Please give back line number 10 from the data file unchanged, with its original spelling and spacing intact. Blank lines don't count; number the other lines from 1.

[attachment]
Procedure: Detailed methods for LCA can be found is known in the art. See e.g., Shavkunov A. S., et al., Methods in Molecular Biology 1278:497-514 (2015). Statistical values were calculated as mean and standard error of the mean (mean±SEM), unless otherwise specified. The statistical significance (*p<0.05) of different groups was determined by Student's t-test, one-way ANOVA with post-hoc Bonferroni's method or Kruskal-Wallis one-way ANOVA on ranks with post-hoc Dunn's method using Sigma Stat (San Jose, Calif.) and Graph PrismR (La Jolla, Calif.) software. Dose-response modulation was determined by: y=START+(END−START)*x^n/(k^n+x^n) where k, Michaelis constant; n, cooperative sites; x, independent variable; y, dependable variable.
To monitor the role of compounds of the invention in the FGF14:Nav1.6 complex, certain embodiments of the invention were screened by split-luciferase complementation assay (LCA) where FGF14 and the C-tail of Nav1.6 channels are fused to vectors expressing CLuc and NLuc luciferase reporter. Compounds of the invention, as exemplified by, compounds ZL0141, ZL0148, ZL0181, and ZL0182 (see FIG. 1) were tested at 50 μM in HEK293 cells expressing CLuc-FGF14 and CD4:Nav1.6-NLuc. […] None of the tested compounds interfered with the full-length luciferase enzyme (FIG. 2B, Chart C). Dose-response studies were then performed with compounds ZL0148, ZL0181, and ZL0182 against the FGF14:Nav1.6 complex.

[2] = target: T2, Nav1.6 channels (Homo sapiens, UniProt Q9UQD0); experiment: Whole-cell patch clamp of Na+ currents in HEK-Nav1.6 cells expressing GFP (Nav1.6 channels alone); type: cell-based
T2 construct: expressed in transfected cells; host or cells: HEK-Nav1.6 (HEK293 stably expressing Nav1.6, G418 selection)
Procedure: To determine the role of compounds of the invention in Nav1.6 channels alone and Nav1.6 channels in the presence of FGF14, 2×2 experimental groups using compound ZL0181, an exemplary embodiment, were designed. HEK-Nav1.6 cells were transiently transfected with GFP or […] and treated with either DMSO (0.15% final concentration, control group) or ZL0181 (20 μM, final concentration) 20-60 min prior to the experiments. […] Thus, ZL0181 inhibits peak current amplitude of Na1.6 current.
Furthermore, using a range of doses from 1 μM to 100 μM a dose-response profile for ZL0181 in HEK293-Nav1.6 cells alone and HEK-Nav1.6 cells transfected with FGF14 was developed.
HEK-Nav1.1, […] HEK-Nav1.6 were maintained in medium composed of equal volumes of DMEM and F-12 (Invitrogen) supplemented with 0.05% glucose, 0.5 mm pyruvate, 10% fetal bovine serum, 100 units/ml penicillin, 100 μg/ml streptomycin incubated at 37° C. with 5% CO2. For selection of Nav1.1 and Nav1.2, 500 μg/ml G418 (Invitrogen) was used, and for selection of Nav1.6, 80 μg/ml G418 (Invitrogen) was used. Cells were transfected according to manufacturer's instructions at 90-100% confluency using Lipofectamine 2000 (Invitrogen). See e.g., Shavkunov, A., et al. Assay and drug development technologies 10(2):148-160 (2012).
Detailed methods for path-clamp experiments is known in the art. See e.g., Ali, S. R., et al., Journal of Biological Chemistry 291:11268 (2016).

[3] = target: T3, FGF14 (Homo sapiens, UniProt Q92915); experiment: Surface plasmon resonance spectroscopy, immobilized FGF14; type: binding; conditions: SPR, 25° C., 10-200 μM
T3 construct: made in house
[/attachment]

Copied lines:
T3 construct: made in house